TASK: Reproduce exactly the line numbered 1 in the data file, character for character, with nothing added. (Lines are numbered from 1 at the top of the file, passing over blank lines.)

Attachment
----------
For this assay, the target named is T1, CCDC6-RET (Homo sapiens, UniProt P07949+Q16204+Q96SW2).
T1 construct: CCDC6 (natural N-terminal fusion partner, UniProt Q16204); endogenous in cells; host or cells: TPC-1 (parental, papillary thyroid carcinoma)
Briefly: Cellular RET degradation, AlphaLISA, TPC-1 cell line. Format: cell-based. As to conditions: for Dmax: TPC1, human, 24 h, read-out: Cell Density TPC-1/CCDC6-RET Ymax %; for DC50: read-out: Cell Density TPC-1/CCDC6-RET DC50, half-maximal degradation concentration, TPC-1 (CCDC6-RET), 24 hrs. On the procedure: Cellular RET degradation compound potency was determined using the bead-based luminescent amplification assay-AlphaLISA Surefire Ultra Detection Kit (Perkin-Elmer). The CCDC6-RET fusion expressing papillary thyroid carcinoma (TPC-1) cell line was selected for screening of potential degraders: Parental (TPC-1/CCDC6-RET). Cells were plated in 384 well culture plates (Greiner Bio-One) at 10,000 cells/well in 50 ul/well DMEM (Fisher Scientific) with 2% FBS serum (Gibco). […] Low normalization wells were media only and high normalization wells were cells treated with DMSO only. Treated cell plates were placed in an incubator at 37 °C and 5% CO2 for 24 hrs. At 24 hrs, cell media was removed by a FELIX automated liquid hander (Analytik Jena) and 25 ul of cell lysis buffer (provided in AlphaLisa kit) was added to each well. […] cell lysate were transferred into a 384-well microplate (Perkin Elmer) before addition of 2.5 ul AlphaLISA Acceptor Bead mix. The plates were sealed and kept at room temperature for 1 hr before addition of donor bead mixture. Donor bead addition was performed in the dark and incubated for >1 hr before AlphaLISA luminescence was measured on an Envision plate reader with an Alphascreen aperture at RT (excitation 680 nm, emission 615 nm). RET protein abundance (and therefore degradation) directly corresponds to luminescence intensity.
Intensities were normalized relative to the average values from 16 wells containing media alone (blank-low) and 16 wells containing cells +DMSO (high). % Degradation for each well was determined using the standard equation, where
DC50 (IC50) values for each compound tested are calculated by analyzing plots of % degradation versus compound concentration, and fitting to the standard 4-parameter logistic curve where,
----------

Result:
For this assay, the target named is T1, CCDC6-RET (Homo sapiens, UniProt P07949+Q16204+Q96SW2).